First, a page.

The “3/50 Project” Aims to Boost Small Retailers

A local campaign to help small retailers survive is growing into an international effort that’s gaining steam.

The 3/50 Project is simple in its scope: it urges shoppers to spend $50 every month at three local businesses in order to help keep those businesses alive and thriving. If local residents with some discretionary money to spend did so locally, projections say nearly $43 million in revenue would be generated nationwide for shopkeepers.

Founded by Cinda Baxter, retail consultant and professional speaker, the 3/50 project was started after TV host Oprah Winfrey and financial guru Suze Orman told viewers in March 2009 to stop spending money on anything that was a non-necessity. Immediately after that, “I heard from numerous friends and business associates fearful for their professional survival; a week later, the 3/50 Project was born,” Baxter says.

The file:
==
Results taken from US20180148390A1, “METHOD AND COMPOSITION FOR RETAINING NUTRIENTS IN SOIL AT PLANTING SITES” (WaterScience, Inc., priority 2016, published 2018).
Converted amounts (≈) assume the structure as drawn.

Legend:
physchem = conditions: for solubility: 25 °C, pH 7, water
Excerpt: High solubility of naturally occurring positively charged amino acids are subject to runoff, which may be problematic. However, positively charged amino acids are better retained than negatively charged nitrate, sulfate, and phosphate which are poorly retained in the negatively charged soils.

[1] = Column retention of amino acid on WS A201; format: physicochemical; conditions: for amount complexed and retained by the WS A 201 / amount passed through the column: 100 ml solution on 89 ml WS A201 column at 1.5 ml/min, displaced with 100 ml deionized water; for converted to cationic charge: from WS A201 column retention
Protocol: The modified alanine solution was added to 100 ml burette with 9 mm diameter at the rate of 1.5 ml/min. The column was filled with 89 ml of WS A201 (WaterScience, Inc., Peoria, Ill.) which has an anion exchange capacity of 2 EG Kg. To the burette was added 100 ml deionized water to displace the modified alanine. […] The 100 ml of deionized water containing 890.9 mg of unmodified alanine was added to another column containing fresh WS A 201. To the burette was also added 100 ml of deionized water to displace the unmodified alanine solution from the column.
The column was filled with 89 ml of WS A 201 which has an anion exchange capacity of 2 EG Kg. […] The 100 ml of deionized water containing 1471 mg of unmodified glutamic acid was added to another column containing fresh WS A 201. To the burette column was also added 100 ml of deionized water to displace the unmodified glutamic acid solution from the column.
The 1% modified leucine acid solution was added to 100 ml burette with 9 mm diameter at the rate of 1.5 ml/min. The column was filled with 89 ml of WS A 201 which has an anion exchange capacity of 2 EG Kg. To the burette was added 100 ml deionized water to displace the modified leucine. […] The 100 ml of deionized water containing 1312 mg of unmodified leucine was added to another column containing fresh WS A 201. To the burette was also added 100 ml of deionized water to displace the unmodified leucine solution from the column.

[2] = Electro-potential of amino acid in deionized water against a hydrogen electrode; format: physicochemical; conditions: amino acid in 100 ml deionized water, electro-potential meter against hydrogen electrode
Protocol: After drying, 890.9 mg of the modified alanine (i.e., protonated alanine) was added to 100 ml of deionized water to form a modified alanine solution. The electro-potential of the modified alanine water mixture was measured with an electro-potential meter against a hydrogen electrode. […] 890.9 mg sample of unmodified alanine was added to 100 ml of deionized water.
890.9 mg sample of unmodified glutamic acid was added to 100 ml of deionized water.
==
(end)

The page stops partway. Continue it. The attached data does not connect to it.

Now, the effort seems to have taken on a life of its own. “ has some 20,000 small businesses registered as supporters, and has registered more than 1.5 million page views,” Baxter says. “It has more than 63,000 fans on its Facebook site.”

The project has also received extensive press coverage, appearing in more than 40 arenas including The Wall Street Journal, Fox Business News, CNN, Consumer Reports, Forbes, The Washington Post, Chicago Tribune and others.

The project has grown so large that it’s cutting into Baxter’s other life as a professional speaker and consultant. So why continue?

“It’s an awareness campaign to remind us of local merchants, and to help us all realize and recognize how much revenue they return to the community,” Baxter says. “Spending locally is an investment in our quality of life.”

Baxter says the next step is international chapters; work is already underway to launch similar versions in Canada, the U.K. and Australia.

She also says she’d like to find sponsors to underwrite the growing site’s expenses, but she makes this pledge: “We will never accept a national sponsor who competes against small retailers.”

–Rory J. Thompson